Rome and Han Dynasty Comparison Activity

Han Empire v Roman Empire:
Should historians stress the similarities or the
differences between Ancient Rome and Han China?
AP World History
Richard Smart
Oakland Mills High School
Warm up
List the similarities between teenagers and
List the differences between teenagers and
Which are more important to our
understanding of young humans in the USA?
What determines
Read through the cards and identify the
similarities and differences.
Place the cards on a continuum from most
significant to least.
What commonalities do you see in the cards
at different positions on the spectrum?
Identify your conclusions.
Both the Roman Empire and the first
Chinese empire arose from relatively
small states that, because of their
discipline and military toughness,
were initially able to subdue small
and quarreling neighbors. Ultimately
they unified widespread territories
under strong central governments.
In China the imperial tradition and the
class structure and value system that
maintained it were eventually revived,
and they survived with remarkable
continuity into the twentieth century
C.E. In Europe, North Africa, and the
Middle East, in contrast, there was no
restoration of the Roman Empire, and
the later history of those lands was
marked by great political changes and
cultural diversity.
Christianity was essentially unwilling to
come to terms with pagan beliefs. The
spread of Christianity through the
provinces during the Late Roman
Empire constituted an irreversible
break with the past. On the other hand,
Buddhism, which came to China in the
early centuries C.E. and flourished in
the post-Han era, was more easily
reconciled with traditional Chinese
values and beliefs.
Roman rulers were likely to be
chosen by the army or by the
Senate; the dynastic principle never
took deep root; and the cult of the
emperor had little spiritual content.
This stands in sharp contrast to the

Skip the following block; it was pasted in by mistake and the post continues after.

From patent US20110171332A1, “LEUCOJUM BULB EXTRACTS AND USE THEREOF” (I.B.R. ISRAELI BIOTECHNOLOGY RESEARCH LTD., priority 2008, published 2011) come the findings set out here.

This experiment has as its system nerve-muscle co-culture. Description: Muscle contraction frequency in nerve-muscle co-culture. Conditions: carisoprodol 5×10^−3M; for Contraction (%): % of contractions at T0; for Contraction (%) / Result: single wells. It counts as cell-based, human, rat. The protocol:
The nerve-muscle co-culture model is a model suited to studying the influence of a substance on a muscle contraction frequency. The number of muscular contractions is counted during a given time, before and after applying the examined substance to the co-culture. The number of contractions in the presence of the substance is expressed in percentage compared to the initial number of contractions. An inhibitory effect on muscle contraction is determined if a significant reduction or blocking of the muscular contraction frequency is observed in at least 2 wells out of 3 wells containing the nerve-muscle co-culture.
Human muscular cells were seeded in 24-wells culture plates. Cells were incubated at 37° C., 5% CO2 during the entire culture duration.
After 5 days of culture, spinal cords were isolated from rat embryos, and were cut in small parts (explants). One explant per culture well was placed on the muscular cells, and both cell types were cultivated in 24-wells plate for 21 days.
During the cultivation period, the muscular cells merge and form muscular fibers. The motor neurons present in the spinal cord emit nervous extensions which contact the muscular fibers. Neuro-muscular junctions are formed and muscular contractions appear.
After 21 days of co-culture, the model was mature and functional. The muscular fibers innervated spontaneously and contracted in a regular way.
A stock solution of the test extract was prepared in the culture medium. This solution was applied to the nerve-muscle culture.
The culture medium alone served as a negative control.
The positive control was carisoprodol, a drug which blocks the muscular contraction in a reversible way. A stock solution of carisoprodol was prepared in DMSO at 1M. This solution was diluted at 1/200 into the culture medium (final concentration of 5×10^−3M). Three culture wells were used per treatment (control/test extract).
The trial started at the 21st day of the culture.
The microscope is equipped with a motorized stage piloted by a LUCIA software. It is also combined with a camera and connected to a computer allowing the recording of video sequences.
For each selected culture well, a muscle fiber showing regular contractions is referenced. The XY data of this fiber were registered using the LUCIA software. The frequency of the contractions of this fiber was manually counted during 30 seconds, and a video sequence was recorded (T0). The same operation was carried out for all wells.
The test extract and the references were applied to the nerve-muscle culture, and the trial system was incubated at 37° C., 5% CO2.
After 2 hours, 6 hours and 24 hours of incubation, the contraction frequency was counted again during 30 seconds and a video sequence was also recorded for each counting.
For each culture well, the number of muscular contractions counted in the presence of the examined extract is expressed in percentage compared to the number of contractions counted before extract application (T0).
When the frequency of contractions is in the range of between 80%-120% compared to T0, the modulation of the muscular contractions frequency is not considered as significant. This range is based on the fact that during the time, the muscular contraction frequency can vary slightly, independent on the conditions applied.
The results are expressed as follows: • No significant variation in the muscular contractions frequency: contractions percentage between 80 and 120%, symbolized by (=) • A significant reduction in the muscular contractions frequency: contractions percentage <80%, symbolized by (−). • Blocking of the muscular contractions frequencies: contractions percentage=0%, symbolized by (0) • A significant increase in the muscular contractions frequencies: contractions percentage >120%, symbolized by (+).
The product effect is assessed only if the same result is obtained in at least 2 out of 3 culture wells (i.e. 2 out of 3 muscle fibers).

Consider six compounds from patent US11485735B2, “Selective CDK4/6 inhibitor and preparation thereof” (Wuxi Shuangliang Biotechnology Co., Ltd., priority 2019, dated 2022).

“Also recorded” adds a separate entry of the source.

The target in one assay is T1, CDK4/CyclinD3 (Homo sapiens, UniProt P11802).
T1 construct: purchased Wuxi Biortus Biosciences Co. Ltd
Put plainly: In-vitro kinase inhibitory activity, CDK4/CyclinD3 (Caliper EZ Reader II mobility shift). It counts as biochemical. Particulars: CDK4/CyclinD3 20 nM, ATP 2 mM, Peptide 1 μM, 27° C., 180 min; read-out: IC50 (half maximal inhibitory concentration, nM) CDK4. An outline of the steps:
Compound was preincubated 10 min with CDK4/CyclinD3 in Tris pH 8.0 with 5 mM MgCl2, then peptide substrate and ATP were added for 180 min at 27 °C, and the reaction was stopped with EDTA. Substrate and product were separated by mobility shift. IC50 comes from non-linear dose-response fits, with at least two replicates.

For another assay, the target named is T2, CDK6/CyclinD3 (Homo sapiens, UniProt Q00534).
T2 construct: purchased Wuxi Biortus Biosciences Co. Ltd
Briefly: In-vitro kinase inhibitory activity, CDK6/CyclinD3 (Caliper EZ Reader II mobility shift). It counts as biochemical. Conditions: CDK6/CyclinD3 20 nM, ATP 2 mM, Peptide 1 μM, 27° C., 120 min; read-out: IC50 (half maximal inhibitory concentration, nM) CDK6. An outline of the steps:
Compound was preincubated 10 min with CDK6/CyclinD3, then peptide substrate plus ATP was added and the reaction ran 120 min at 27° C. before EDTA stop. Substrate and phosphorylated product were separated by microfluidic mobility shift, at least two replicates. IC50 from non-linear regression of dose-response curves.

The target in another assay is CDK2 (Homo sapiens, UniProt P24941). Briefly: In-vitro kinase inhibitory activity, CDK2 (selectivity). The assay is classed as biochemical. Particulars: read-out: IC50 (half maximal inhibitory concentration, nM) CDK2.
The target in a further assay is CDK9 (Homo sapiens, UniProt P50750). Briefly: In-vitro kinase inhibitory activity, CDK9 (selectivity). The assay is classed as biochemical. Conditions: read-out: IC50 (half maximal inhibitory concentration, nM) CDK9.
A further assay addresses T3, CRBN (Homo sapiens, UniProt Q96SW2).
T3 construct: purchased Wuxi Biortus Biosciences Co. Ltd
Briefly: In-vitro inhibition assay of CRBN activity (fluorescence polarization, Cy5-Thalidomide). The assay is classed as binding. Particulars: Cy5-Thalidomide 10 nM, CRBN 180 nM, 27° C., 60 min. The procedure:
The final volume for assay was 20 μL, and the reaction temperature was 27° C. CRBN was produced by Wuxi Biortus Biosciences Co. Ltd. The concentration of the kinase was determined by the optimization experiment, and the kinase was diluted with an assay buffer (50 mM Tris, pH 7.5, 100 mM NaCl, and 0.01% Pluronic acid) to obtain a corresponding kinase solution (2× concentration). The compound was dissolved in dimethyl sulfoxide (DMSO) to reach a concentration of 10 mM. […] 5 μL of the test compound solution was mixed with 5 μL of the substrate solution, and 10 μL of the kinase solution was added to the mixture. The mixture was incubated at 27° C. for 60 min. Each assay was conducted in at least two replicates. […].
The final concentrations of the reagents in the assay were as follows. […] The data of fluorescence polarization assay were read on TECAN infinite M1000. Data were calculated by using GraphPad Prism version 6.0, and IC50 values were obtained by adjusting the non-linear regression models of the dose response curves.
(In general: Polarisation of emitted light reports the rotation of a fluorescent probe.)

clear-cut Chinese belief that the
emperor was the divine Son of
Heaven with privileged access to the
beneficent power of the royal
There was no Roman equivalent
of Confucianism—no
methodology of political
organization and social conduct
that could survive the dissolution
of the Roman state.
Although the Roman family had
its own hierarchy and traditions of
observance of the cult of
ancestors was not as strong as
among the Chinese, and the
family was not the organizational
model for Roman society and the
Roman state.
Both Empires had long borders
located far from the administrative
center and aggressive neighbors.
Both had to build walls and
maintain a chain of forts and
garrisons to protect against
incursions. The cost of frontier detense was staggering and
eventually eroded the economic
prosperity of the two empires.
A network of cities and towns
served as the nerve center of
each empire, providing local
administrative bases, further
promoting commerce, and
radiating imperial culture out into
the surrounding countryside.
Both empires found similar
solutions to the problems of
administering far-flung territories
and large populations. In both
empires a kind of civil service
developed, staffed by educated
and capable members of a
prosperous middle class.
Both empires spread out from an
ethnically homogeneous core to
encompass widespread
territories containing diverse
ecosystems, populations, and
ways of life. Both brought those
regions a cultural unity that has
persisted, at least in part, to the
present day.
Agriculture was the fundamental
economic activity and source of
wealth in both civilizations.
Government revenues were
primarily derived from a
percentage of the annual harvest.
In both cultures the family was
headed by an all-powerful patriarch.
Strong loyalties and obligations
bound family members. Values first
learned in the family—obedience,
respect for superiors, piety, and a
strong sense of duty and honor—
created a pervasive social cohesion.